Dr. David P. EchevarriaAll Rights Reserved12 FORFAITING (Medium-Term Capital Goods Financing) G.Pricing 1.Discount Rate: LIBOR plus margin 2.Days of Grace: cover b-days until settlement 3.Commitment Fee: ~ to cover exposure days H.Benefits: 1.Eliminates risks like political, transfer and commercial risks 2.Enhances competitive advantage. a.Ability to provide vendor financing making products more attractive b.Enables the exporter to do business in risky countries. 3.Increases cash flow. Forfaiting converts a credit-based transaction in to a cash transaction.
Dr. David P. EchevarriaAll Rights Reserved13 ABSOLUTE PURCHASING POWER PARITY A.Price of an item is the same regardless of the currency used to purchase it B.Requirements for absolute PPP to hold 1.Transaction costs are zero 2.No barriers to trade (no taxes, tariffs, etc.) 3.No difference in the commodity between locations 4.Absolute PPP rarely holds in practice for many goods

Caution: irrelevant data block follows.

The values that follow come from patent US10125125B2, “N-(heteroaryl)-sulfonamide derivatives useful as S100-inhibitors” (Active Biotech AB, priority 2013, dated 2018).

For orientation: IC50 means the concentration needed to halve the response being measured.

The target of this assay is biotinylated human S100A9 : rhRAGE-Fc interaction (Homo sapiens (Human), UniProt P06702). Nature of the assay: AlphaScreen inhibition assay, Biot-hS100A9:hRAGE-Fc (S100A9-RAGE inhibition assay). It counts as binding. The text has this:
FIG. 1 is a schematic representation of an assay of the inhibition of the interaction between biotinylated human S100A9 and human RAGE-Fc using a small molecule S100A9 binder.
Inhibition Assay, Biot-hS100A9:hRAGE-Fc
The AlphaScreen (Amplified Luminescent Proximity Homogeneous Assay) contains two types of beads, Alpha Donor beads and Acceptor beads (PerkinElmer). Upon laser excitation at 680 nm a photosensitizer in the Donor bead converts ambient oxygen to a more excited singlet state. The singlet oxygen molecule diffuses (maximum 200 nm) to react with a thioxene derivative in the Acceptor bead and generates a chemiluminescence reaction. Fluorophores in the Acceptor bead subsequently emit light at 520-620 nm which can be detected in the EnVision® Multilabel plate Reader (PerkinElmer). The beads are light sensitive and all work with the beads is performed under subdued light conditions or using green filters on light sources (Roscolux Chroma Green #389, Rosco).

Dr. David P. EchevarriaAll Rights Reserved14 RELATIVE PURCHASING POWER PARITY Provides information about what causes changes in exchange rates A.The basic result is that exchange rates depend on relative inflation between countries B.E (S t ) = S 0 [1 + (h FC – h US )] t C.Because absolute PPP doesnt hold for many goods, we will focus on relative PPP from here on
Dr. David P. EchevarriaAll Rights Reserved15 RELATIVE PURCHASING POWER PARITY D.Example: PPP 1.Suppose the Canadian spot exchange rate is 1.18 Canadian dollars per U.S. dollar. U.S. inflation is expected to be 3% per year and Canadian inflation is expected to be 2%. 2.Do you expect the U.S. dollar to appreciate or depreciate relative to the Canadian dollar? 3.Since expected inflation is higher in the U.S., we would expect the U.S. dollar to depreciate relative to the Canadian dollar. 4.What is the expected exch. rate in one year? 5.E(S 1 ) = 1.18[1 + (.02 -.03)] 1 = 1.1682